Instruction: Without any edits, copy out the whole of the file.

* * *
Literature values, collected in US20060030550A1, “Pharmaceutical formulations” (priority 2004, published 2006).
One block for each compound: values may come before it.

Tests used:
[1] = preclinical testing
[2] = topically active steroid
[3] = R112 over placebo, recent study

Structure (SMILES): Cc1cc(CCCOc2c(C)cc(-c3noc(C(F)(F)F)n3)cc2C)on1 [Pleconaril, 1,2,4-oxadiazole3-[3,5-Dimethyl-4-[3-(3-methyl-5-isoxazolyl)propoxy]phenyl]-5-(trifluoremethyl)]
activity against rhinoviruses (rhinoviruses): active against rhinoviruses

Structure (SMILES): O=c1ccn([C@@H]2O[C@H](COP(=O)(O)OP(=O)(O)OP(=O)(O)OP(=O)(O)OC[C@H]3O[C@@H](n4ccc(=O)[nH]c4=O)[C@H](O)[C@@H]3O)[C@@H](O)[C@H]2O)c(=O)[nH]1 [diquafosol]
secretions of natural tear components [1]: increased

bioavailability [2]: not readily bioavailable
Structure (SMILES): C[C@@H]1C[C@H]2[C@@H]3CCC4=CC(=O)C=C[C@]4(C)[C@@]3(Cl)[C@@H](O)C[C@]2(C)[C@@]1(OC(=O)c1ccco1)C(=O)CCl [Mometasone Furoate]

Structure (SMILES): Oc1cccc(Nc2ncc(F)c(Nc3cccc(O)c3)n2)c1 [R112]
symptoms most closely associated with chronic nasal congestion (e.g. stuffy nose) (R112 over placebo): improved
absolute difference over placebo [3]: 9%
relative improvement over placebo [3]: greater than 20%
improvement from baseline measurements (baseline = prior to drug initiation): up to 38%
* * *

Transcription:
Literature values, collected in US20060030550A1, “Pharmaceutical formulations” (priority 2004, published 2006).
One block for each compound: values may come before it.

Tests used:
[1] = preclinical testing
[2] = topically active steroid
[3] = R112 over placebo, recent study

Structure (SMILES): Cc1cc(CCCOc2c(C)cc(-c3noc(C(F)(F)F)n3)cc2C)on1 [Pleconaril, 1,2,4-oxadiazole3-[3,5-Dimethyl-4-[3-(3-methyl-5-isoxazolyl)propoxy]phenyl]-5-(trifluoremethyl)]
activity against rhinoviruses (rhinoviruses): active against rhinoviruses

Structure (SMILES): O=c1ccn([C@@H]2O[C@H](COP(=O)(O)OP(=O)(O)OP(=O)(O)OP(=O)(O)OC[C@H]3O[C@@H](n4ccc(=O)[nH]c4=O)[C@H](O)[C@@H]3O)[C@@H](O)[C@H]2O)c(=O)[nH]1 [diquafosol]
secretions of natural tear components [1]: increased

bioavailability [2]: not readily bioavailable
Structure (SMILES): C[C@@H]1C[C@H]2[C@@H]3CCC4=CC(=O)C=C[C@]4(C)[C@@]3(Cl)[C@@H](O)C[C@]2(C)[C@@]1(OC(=O)c1ccco1)C(=O)CCl [Mometasone Furoate]

Structure (SMILES): Oc1cccc(Nc2ncc(F)c(Nc3cccc(O)c3)n2)c1 [R112]
symptoms most closely associated with chronic nasal congestion (e.g. stuffy nose) (R112 over placebo): improved
absolute difference over placebo [3]: 9%
relative improvement over placebo [3]: greater than 20%
improvement from baseline measurements (baseline = prior to drug initiation): up to 38%